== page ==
seth korman on ancestral lands and customary international law

31Aug10

Seth Korman, ‘Indigenous Ancestral Lands and Customary International Law’, University of Hawai ‘i Law Review 32 (2009-2010), pp. 391-463.

In lieu of an abstract, here’s part of the introduction:

The debate over the existence of customary law protecting the land rights of indigenous peoples is relatively new. While there is commentary and scholarship on the emergence of indigenous land rights in various countries and in international law, arguments supporting an international right tend to look mostly at treaties and some accumulated state practice, and not to the deeper underpinnings of customary law.’ This is understandable, as the absence of a universally signed treaty or a definitive International Court of Justice (ICJ) ruling on the issue of indigenous property rights forces observers to dive into the murky field of customary international law, a body of law derided by outspoken critics like Justice Scalia as a “20th-century invention of internationalist law professors and human rights advocates,”‘ yet recognized as real law by the United States Supreme Court,’ the ICJ, and most nations throughout the world.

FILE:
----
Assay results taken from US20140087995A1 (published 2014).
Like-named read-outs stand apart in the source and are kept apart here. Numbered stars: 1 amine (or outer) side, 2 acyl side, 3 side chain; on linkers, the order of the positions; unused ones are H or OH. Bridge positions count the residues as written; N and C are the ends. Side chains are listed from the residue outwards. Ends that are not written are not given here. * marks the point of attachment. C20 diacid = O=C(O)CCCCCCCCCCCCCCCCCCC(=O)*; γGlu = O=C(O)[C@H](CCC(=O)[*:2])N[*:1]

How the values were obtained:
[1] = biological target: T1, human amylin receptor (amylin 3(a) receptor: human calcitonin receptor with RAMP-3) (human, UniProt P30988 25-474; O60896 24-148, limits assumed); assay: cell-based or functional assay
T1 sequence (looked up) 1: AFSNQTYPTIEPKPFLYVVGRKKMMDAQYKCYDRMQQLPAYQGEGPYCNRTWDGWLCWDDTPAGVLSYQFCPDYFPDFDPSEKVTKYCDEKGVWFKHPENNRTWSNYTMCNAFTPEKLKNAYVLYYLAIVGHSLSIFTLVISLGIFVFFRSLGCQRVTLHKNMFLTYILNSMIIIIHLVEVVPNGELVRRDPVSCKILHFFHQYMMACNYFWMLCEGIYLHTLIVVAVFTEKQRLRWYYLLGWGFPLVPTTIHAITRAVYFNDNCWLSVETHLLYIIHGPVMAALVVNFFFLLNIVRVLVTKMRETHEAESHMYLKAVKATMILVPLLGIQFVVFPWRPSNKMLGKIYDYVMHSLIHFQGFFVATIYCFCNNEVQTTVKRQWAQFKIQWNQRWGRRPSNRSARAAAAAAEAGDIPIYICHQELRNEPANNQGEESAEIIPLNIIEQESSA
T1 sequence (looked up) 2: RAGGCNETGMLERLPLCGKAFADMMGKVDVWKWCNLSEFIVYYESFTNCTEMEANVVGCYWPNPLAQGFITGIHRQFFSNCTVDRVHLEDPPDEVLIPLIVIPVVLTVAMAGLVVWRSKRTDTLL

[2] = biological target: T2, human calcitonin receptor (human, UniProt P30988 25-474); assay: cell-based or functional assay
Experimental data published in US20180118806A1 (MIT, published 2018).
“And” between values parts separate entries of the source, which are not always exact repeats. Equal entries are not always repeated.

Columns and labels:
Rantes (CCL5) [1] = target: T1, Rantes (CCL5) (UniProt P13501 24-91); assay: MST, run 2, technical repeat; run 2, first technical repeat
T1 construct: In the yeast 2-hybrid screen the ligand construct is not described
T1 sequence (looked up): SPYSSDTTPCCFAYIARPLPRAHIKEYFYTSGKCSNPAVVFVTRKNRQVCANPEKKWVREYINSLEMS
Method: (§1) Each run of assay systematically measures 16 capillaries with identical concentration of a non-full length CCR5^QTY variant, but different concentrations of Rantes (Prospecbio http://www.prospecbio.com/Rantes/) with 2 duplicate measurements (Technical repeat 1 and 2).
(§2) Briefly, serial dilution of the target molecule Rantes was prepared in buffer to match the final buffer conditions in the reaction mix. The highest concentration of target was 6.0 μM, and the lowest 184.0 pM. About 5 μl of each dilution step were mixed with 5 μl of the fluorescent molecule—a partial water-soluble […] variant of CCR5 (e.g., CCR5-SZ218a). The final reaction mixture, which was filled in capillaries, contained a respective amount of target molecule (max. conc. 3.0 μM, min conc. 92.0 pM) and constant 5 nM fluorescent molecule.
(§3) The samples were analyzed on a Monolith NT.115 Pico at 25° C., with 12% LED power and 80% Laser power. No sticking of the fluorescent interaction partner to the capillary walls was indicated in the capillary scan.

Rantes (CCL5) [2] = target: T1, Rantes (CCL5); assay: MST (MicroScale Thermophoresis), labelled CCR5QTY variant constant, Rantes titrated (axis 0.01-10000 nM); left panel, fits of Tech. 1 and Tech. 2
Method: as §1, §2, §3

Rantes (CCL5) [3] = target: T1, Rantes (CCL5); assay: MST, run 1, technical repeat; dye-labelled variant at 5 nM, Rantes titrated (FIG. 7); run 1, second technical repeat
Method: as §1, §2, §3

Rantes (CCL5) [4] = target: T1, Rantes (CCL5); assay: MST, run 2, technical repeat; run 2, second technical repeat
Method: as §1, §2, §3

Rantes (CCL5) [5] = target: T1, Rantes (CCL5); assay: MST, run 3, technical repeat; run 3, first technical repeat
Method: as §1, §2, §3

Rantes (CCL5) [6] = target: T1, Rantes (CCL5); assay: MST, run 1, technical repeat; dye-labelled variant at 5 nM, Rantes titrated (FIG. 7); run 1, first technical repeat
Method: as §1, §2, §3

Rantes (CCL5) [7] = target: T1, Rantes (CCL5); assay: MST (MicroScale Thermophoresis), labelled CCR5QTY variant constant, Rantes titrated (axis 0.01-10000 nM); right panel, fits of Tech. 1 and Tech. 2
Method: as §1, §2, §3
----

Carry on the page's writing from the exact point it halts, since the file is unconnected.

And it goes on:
This article looks at the existence of a customary norm protecting indigenous ancestral territory by applying contemporary understandings of customary international law to the current state of indigenous real property protections in various parts of the world. By looking at the many domestic, international, and supranational developments in the campaign for increased protection for native property rights through a lens of state action and international legal obligation, this article seeks to demonstrate that the framework for the establishment of such a norm is in fact already in place, especially amongst post-colonial nations with large indigenous populations. Part I of this article provides a contemporary assessment of the relevant aspects of customary international law, and looks at the existing requirements for proving its existence. Parts II and III then examine the various domestic and international developments protecting indigenous ancestral lands that might demonstrate—or at least provide evidence towards-the potential existence of custom: Part II surveys both state action and legal obligations of various nations, while Part III looks at secondary indicators, including treaties, international instruments, and additional international law that bears on theissue of indigenous land rights. Parts II and III simply present evidence, following the rule of thumb that, when trying to prove custom-a job the International Law Commission (ILC) admits to be “a herculean task”–the volume of evidence is of utmost importance. Part IV then applies this evidence to the framework for proving customary international law, and demonstrates that the current body of law relating to customary land rights may reveal an emerging custom in international law, albeit one that remains vague and ill- defined.



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